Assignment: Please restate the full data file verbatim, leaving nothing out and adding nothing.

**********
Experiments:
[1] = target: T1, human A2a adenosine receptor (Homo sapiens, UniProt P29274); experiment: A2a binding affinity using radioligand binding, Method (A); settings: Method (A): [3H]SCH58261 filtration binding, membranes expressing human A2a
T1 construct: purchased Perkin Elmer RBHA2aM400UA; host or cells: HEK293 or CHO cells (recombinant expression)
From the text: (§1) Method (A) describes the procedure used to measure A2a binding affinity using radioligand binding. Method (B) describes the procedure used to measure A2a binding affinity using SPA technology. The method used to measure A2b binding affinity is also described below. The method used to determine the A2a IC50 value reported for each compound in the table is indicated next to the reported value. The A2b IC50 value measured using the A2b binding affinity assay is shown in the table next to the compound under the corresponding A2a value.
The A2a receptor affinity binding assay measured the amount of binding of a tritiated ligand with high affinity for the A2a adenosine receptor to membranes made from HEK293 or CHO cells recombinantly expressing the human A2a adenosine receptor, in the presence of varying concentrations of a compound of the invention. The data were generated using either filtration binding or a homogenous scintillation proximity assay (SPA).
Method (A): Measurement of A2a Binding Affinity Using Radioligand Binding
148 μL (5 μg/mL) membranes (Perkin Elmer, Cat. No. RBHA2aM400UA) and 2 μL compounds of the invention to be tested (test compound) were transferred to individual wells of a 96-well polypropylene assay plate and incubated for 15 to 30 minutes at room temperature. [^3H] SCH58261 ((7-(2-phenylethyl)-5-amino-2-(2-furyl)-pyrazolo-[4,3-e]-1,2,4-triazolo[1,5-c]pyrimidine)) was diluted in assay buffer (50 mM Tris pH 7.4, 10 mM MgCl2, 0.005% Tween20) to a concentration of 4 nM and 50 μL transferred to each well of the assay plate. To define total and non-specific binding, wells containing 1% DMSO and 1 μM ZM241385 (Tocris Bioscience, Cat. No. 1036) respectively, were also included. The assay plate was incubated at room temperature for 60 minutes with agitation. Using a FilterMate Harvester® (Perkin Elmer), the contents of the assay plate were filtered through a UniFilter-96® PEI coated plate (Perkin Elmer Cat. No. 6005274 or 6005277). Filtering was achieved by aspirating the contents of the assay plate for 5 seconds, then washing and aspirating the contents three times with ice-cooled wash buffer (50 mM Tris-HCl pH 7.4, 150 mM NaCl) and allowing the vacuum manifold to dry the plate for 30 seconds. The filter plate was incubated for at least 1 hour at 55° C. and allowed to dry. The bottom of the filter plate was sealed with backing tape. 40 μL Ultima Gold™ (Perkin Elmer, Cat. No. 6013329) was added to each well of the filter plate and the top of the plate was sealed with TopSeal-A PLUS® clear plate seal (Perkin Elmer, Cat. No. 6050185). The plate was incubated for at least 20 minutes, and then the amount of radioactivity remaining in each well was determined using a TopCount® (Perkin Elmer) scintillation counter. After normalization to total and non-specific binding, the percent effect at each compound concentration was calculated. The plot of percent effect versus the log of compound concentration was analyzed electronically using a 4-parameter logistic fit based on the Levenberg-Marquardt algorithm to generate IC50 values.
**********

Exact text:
Experiments:
[1] = target: T1, human A2a adenosine receptor (Homo sapiens, UniProt P29274); experiment: A2a binding affinity using radioligand binding, Method (A); settings: Method (A): [3H]SCH58261 filtration binding, membranes expressing human A2a
T1 construct: purchased Perkin Elmer RBHA2aM400UA; host or cells: HEK293 or CHO cells (recombinant expression)
From the text: (§1) Method (A) describes the procedure used to measure A2a binding affinity using radioligand binding. Method (B) describes the procedure used to measure A2a binding affinity using SPA technology. The method used to measure A2b binding affinity is also described below. The method used to determine the A2a IC50 value reported for each compound in the table is indicated next to the reported value. The A2b IC50 value measured using the A2b binding affinity assay is shown in the table next to the compound under the corresponding A2a value.
The A2a receptor affinity binding assay measured the amount of binding of a tritiated ligand with high affinity for the A2a adenosine receptor to membranes made from HEK293 or CHO cells recombinantly expressing the human A2a adenosine receptor, in the presence of varying concentrations of a compound of the invention. The data were generated using either filtration binding or a homogenous scintillation proximity assay (SPA).
Method (A): Measurement of A2a Binding Affinity Using Radioligand Binding
148 μL (5 μg/mL) membranes (Perkin Elmer, Cat. No. RBHA2aM400UA) and 2 μL compounds of the invention to be tested (test compound) were transferred to individual wells of a 96-well polypropylene assay plate and incubated for 15 to 30 minutes at room temperature. [^3H] SCH58261 ((7-(2-phenylethyl)-5-amino-2-(2-furyl)-pyrazolo-[4,3-e]-1,2,4-triazolo[1,5-c]pyrimidine)) was diluted in assay buffer (50 mM Tris pH 7.4, 10 mM MgCl2, 0.005% Tween20) to a concentration of 4 nM and 50 μL transferred to each well of the assay plate. To define total and non-specific binding, wells containing 1% DMSO and 1 μM ZM241385 (Tocris Bioscience, Cat. No. 1036) respectively, were also included. The assay plate was incubated at room temperature for 60 minutes with agitation. Using a FilterMate Harvester® (Perkin Elmer), the contents of the assay plate were filtered through a UniFilter-96® PEI coated plate (Perkin Elmer Cat. No. 6005274 or 6005277). Filtering was achieved by aspirating the contents of the assay plate for 5 seconds, then washing and aspirating the contents three times with ice-cooled wash buffer (50 mM Tris-HCl pH 7.4, 150 mM NaCl) and allowing the vacuum manifold to dry the plate for 30 seconds. The filter plate was incubated for at least 1 hour at 55° C. and allowed to dry. The bottom of the filter plate was sealed with backing tape. 40 μL Ultima Gold™ (Perkin Elmer, Cat. No. 6013329) was added to each well of the filter plate and the top of the plate was sealed with TopSeal-A PLUS® clear plate seal (Perkin Elmer, Cat. No. 6050185). The plate was incubated for at least 20 minutes, and then the amount of radioactivity remaining in each well was determined using a TopCount® (Perkin Elmer) scintillation counter. After normalization to total and non-specific binding, the percent effect at each compound concentration was calculated. The plot of percent effect versus the log of compound concentration was analyzed electronically using a 4-parameter logistic fit based on the Levenberg-Marquardt algorithm to generate IC50 values.